Rest in Peace – JED68/72

I haven’t been contributing much to this blog the past few weeks, as you may have noticed. Because blogging is a very personal enterprise, I feel comfortable sharing the news of Monday’s passing of a great Wolfpacker – my father.

My father received his B.S. in civil engineering in 1968, and his Masters in 1972. He also started taking me to Wolfpack football games before I was out of diapers. My first distinct childhood memory is of Carter-Finley stadium – the deafening roar followed by stunned silence as Penn State kicked a last-second 54-yard FG to beat the Pack. A little less than 5 years later, a better memory followed. My Dad got us tickets to the 1983 home victory against UNC, complete with Dean Smith technical. I was so deliriously wild (and deaf from the noise) afterward that I almost got hit by a car in the parking lot.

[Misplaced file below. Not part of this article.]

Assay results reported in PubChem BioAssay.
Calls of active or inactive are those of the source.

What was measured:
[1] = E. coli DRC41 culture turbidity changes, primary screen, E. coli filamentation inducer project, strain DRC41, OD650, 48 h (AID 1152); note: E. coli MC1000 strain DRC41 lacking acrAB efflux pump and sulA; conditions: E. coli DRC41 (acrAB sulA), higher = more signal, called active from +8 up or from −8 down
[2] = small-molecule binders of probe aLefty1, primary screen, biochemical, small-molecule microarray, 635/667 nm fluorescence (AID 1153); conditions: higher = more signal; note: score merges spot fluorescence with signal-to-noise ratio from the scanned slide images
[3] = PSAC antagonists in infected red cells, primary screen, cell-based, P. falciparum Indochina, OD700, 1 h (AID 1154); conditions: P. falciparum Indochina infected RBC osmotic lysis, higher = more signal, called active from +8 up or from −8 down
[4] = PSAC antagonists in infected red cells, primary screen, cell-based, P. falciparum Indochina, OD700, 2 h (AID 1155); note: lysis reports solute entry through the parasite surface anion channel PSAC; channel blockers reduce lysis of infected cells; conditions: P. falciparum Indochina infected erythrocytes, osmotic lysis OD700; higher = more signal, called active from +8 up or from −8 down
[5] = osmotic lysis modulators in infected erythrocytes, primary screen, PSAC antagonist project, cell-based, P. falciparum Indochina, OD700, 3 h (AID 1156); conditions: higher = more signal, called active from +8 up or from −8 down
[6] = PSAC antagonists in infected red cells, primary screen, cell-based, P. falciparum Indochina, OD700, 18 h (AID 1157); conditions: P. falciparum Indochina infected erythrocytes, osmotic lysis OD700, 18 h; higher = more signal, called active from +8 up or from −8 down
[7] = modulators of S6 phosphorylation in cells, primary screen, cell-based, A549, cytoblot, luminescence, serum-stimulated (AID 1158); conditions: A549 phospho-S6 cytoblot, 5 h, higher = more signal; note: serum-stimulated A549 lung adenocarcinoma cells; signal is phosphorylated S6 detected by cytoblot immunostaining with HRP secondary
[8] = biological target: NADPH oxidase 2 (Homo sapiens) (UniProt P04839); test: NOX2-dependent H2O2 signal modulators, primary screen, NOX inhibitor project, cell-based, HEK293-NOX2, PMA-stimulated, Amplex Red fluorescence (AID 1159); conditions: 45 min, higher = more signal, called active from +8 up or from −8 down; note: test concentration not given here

The Wolfpack memories followed, good and bad, and my father was with me for almost all of them until I left to start work towards my own NC State engineering degree in the Fall of 1991. Dad intervening with Mom and letting me stay home alone to watch the 1983 ACCT final alone (skipping a family trip to the circus), despite only being 9 years old. Staying up with me very late on a Monday night during the school year to see V finish the miracle run and dash around madly looking for someone to hug. Had we been living in Raleigh (instead of Charlotte), I have no doubt he would have taken me to the bonfire. Pulling me out of school to fly to Nebraska for the 1988 NCAAT opening rounds – a great trip despite the outcome (loss to Murray State). We went to every home football game (even after Hurricane Hugo crashed a tree onto the roof of our van – we duct-taped black plastic bags over the seams and made the trip anyway), and watched or listened to pretty much every basketball (and road football) game. It was part of the fabric of our lives, and was something we always had in common despite the various other tensions that every father and son experience through adolescence and beyond.